The above investigators are consistent in their comments that the spoken output of congenital aglossic speech was intelligible, but demonstrated some vowel and consonant distortions. Such findings would support theories of the speech motor control system as being engaged during even the simplest speech tasks, such as babbling or imitating sounds, and hence would support speech production in which acoustic targets could be achieved with different articulatory strategies to realize intelligibility through compensation [20,21]. Rosenthal  commented that speech in the congenital aglossic may improve considerably when the child learns to use other muscles or structures to substitute for the missing tongue. There have been several cases in which investigators report that absence of a tongue, or the presence of a rudimentary one, may be compensated for by hypertrophy of the floor of the mouth. Salles et al.  described a case of congenital aglossia in which a female Brazilian speaker elevated the posterior portion of the floor of the mouth to contact the palate, allowing her to develop speech and swallowing functions. They suspected the mylohyoid was the primary muscle of movement. However multiple consonant distortions were reported in this case. McMicken et al. [14,15] reported an overall intelligibility from the 1986 AV tapes of PwCA I of vowels at 78.5% and initial consonants 77.3%, with considerably variability depending on context.
The PwCA I was re-examined by McMicken et al. [16-19] and articulatory movements for speech and swallowing were studied using electropalatography (EPG) and videofluorographic films. These results suggested PwCA I may present with the capacity to capitalize on a variety of actions during eating or swallowing to optimize the more refined movements of speech. There were highly predictable correlations of muscles for deglutition and speech, which suggested that this speaker used the muscular actions developed for deglutition to enhance speech and resonance. The 2014a  EPG study noted bilateral lip electrode activation in 7 out of 8 trials of /t,d/ productions as well as other consonants. The 2015b  videofluorographic study suggested production of the lingua-alveolar stop consonants /t/ and /d/ may be possible through a substitution pattern of lower incisors, lower lip, and mylohyoid to constrict the anterior oral cavity for intelligible production.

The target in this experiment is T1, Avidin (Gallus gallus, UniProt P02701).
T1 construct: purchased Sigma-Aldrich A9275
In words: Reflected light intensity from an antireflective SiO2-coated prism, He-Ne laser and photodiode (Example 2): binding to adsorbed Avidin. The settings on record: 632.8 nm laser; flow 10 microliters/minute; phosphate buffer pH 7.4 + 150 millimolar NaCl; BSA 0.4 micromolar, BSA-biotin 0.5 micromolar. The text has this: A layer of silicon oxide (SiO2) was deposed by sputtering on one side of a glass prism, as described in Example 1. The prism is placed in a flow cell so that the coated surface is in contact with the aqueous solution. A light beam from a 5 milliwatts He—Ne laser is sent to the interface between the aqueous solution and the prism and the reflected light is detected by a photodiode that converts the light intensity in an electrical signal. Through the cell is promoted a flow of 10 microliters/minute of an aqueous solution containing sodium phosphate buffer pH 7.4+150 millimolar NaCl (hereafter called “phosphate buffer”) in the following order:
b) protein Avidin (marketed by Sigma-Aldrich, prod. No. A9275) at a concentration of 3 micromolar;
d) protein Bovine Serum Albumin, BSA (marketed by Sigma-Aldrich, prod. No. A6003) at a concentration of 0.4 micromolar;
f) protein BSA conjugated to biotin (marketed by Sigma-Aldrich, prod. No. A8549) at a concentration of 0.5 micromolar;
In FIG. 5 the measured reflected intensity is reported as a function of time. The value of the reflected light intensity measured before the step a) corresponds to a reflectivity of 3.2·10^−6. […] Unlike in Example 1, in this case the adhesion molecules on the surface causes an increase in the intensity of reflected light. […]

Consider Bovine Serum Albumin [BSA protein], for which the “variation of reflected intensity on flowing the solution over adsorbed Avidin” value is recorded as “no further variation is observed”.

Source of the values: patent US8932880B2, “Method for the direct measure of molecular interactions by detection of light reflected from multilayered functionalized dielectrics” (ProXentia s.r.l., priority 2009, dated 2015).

In 2015, and again in 2016, a collection of real time MRIs (rtMRI) were acquired on PwCA I. These rtMRIs allowed for an in-depth analysis and a greater understanding of the importance of a pattern of bilabial constriction in consonant production for PwCA I. Since it was obvious from the rtMRIs that bilabial constriction was utilized for multiple consonants, the question arises: what are physiological differences between the consonant productions that allowed for intelligible perception?